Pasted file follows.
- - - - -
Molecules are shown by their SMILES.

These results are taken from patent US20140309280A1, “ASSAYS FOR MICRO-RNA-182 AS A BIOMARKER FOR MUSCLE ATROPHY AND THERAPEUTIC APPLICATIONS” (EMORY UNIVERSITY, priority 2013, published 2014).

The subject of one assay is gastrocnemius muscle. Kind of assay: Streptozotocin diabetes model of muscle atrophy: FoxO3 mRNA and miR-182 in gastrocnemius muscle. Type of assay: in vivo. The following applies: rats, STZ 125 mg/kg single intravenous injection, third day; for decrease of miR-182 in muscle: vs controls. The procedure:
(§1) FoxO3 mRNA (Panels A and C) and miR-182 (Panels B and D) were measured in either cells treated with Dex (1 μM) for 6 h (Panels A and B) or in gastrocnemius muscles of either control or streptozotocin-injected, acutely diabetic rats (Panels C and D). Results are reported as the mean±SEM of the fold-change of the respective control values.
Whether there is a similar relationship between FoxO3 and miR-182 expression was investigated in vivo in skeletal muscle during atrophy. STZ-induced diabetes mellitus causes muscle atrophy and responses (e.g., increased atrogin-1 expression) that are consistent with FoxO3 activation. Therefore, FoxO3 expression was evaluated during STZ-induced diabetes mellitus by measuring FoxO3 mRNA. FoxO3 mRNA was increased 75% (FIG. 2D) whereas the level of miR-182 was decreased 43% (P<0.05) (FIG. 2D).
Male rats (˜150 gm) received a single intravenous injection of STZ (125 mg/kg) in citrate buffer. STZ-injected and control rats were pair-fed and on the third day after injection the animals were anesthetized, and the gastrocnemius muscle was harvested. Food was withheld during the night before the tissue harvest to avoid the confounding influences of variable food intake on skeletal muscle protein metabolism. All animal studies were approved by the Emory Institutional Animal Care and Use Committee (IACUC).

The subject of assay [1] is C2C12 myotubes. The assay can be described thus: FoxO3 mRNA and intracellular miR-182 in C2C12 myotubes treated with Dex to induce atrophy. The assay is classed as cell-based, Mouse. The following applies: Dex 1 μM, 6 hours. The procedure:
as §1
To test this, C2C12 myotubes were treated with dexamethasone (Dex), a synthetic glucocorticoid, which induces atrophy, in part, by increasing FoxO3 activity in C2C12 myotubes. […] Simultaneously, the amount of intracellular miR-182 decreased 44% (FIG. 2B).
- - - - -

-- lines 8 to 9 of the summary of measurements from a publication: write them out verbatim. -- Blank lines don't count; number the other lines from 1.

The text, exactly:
as §1
To test this, C2C12 myotubes were treated with dexamethasone (Dex), a synthetic glucocorticoid, which induces atrophy, in part, by increasing FoxO3 activity in C2C12 myotubes. […] Simultaneously, the amount of intracellular miR-182 decreased 44% (FIG. 2B).